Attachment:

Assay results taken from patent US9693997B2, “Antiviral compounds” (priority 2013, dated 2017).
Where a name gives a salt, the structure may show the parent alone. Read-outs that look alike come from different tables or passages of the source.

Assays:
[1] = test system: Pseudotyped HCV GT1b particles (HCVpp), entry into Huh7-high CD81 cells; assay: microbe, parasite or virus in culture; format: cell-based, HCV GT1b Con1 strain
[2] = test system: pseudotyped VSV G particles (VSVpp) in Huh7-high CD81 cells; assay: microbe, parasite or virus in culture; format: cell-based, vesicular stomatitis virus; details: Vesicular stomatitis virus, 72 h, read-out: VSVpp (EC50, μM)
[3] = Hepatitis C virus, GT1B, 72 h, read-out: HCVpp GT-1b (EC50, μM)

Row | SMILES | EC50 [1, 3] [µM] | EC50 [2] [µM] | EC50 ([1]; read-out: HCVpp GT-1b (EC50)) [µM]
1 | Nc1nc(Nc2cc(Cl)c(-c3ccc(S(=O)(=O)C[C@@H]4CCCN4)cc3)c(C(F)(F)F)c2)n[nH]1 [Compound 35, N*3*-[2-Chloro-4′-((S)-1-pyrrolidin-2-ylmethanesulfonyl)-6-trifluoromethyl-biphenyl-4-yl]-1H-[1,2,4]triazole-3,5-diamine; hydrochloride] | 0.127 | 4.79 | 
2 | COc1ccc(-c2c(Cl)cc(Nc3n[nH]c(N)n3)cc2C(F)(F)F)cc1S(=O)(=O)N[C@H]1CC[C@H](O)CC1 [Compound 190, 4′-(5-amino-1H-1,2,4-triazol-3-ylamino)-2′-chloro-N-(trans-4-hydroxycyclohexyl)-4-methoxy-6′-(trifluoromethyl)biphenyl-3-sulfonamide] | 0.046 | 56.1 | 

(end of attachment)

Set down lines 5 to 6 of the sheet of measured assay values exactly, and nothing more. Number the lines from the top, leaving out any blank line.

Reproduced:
[2] = test system: pseudotyped VSV G particles (VSVpp) in Huh7-high CD81 cells; assay: microbe, parasite or virus in culture; format: cell-based, vesicular stomatitis virus; details: Vesicular stomatitis virus, 72 h, read-out: VSVpp (EC50, μM)
[3] = Hepatitis C virus, GT1B, 72 h, read-out: HCVpp GT-1b (EC50, μM)